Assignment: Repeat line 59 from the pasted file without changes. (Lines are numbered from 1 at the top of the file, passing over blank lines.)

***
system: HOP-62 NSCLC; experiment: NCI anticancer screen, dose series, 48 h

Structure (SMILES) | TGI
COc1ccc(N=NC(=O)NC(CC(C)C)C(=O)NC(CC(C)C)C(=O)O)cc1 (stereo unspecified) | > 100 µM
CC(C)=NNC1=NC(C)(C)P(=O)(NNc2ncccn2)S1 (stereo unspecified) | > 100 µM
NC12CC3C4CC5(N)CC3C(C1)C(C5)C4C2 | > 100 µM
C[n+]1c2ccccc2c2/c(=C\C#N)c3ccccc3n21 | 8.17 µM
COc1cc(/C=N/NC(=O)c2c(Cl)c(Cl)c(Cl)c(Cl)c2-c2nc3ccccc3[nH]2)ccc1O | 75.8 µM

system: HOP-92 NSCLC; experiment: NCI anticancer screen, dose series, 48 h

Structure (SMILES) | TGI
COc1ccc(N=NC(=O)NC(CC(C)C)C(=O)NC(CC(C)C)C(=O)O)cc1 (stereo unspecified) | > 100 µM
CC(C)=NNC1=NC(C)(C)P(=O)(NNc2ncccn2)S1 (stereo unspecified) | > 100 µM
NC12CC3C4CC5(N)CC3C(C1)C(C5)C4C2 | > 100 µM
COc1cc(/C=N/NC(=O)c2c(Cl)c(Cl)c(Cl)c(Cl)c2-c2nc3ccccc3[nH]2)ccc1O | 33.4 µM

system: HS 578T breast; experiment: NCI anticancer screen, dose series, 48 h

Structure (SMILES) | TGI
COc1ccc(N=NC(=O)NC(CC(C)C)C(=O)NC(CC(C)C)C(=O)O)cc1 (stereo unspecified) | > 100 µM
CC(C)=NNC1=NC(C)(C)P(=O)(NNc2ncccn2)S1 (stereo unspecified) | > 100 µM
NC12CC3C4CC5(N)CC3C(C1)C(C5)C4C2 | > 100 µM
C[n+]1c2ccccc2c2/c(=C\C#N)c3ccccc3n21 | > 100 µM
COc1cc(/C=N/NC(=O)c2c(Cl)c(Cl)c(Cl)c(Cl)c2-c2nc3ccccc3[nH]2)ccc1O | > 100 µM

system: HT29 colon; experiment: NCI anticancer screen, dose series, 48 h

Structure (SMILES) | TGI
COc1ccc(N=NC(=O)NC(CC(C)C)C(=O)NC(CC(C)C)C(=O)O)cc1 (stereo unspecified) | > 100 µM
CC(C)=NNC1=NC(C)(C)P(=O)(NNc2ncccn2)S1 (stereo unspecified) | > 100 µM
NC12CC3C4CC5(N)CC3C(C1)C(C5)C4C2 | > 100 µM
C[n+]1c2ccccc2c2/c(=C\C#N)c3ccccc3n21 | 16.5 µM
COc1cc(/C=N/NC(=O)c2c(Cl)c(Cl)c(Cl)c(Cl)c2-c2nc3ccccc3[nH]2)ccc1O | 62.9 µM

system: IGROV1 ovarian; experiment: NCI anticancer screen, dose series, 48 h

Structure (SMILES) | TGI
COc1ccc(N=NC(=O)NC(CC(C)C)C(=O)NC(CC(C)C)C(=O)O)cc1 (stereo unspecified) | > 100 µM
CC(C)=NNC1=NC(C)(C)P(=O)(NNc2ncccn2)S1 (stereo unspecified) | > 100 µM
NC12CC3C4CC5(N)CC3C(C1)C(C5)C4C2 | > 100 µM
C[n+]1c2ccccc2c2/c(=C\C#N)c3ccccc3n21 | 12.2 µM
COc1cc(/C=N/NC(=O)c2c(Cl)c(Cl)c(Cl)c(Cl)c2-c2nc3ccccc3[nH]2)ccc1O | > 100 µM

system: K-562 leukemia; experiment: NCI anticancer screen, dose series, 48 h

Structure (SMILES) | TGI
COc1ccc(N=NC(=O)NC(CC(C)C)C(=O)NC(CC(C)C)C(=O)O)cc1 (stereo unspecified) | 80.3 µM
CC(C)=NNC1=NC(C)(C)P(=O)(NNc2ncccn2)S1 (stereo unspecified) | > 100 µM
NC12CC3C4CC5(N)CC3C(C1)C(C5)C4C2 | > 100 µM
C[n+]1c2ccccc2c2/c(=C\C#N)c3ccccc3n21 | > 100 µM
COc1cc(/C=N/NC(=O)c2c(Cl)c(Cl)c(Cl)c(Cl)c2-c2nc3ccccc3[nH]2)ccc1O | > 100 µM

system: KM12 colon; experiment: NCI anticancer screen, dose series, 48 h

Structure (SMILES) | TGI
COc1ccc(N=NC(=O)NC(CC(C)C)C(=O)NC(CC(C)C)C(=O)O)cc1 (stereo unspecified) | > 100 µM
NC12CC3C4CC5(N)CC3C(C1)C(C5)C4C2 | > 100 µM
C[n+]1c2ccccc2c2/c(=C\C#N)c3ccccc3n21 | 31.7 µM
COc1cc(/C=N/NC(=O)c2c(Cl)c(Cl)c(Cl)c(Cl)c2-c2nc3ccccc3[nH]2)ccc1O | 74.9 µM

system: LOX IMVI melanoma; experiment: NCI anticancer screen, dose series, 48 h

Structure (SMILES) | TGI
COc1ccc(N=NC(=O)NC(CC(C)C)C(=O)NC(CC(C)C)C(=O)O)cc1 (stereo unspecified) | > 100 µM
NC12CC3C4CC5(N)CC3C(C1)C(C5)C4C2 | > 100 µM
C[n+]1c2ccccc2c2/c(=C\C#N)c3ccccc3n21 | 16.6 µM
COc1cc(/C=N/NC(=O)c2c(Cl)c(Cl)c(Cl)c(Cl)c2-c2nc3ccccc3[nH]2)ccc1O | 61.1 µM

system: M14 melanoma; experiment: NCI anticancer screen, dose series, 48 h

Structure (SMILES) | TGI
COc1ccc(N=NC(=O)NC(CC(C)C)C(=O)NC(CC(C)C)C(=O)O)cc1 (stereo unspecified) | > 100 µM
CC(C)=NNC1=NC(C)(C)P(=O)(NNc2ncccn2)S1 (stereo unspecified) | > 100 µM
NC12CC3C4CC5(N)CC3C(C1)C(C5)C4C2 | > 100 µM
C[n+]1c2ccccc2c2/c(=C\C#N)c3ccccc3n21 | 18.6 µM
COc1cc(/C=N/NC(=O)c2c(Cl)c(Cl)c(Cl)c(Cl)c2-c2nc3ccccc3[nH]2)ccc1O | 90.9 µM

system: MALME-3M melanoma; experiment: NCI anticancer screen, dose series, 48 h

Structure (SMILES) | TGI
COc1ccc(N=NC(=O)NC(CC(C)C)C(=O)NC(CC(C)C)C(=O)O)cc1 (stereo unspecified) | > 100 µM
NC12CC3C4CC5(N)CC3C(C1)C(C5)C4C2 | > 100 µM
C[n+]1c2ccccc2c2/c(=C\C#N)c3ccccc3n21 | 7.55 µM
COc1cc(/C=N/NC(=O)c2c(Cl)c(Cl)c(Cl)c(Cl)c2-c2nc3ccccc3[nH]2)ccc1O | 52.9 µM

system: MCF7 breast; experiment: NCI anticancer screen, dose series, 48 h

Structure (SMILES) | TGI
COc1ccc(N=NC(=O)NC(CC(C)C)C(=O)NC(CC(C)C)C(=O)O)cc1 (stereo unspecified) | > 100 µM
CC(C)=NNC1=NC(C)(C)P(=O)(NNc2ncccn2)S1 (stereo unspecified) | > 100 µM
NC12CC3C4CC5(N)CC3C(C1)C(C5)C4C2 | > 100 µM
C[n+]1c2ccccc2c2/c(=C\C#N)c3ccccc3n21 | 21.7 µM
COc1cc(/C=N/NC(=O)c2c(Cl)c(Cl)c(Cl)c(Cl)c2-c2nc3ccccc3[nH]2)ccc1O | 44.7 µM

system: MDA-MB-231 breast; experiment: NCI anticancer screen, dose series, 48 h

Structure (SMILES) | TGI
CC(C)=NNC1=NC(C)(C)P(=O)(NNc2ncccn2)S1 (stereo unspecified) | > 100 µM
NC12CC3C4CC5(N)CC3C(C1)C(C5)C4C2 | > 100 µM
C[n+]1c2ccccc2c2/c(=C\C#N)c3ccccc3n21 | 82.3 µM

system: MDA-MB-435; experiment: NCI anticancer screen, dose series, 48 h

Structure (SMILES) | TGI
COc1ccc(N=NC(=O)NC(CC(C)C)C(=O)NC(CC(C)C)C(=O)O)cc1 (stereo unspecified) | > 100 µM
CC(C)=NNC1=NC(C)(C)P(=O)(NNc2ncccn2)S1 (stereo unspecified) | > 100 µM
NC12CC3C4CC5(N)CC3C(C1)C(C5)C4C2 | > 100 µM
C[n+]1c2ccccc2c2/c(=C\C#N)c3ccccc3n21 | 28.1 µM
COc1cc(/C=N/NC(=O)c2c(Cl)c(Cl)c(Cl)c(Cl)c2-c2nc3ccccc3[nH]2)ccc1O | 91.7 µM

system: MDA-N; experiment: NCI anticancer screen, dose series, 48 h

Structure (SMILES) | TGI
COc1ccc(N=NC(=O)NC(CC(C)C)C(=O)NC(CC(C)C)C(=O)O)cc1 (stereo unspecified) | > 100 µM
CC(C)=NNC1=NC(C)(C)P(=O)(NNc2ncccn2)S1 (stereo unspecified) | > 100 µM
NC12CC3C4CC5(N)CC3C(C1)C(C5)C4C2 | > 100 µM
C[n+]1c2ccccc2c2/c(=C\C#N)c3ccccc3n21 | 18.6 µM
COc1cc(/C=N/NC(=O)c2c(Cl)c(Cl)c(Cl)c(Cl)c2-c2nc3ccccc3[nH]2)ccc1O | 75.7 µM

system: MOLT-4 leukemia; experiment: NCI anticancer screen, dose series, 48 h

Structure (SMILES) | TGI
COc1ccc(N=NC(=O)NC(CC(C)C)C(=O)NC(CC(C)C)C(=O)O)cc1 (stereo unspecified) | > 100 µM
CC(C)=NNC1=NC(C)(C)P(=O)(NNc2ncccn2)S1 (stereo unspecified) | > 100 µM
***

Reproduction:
C[n+]1c2ccccc2c2/c(=C\C#N)c3ccccc3n21 | 18.6 µM